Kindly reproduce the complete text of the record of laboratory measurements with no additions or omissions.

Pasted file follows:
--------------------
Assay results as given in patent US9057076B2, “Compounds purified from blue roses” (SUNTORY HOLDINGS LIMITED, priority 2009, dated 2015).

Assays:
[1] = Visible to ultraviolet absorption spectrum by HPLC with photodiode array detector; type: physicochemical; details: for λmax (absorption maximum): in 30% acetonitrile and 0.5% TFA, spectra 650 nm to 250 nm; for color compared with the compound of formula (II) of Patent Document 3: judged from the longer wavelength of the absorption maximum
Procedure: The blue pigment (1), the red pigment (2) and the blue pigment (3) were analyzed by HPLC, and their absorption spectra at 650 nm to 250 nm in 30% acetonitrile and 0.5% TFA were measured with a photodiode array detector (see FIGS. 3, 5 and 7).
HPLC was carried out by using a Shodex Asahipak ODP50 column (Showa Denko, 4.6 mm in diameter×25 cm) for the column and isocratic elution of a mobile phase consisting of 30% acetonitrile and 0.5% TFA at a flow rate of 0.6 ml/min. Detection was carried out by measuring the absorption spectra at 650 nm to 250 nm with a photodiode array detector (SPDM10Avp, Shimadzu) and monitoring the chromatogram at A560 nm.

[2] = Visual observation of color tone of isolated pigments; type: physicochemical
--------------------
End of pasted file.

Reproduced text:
Assay results as given in patent US9057076B2, “Compounds purified from blue roses” (SUNTORY HOLDINGS LIMITED, priority 2009, dated 2015).

Assays:
[1] = Visible to ultraviolet absorption spectrum by HPLC with photodiode array detector; type: physicochemical; details: for λmax (absorption maximum): in 30% acetonitrile and 0.5% TFA, spectra 650 nm to 250 nm; for color compared with the compound of formula (II) of Patent Document 3: judged from the longer wavelength of the absorption maximum
Procedure: The blue pigment (1), the red pigment (2) and the blue pigment (3) were analyzed by HPLC, and their absorption spectra at 650 nm to 250 nm in 30% acetonitrile and 0.5% TFA were measured with a photodiode array detector (see FIGS. 3, 5 and 7).
HPLC was carried out by using a Shodex Asahipak ODP50 column (Showa Denko, 4.6 mm in diameter×25 cm) for the column and isocratic elution of a mobile phase consisting of 30% acetonitrile and 0.5% TFA at a flow rate of 0.6 ml/min. Detection was carried out by measuring the absorption spectra at 650 nm to 250 nm with a photodiode array detector (SPDM10Avp, Shimadzu) and monitoring the chromatogram at A560 nm.

[2] = Visual observation of color tone of isolated pigments; type: physicochemical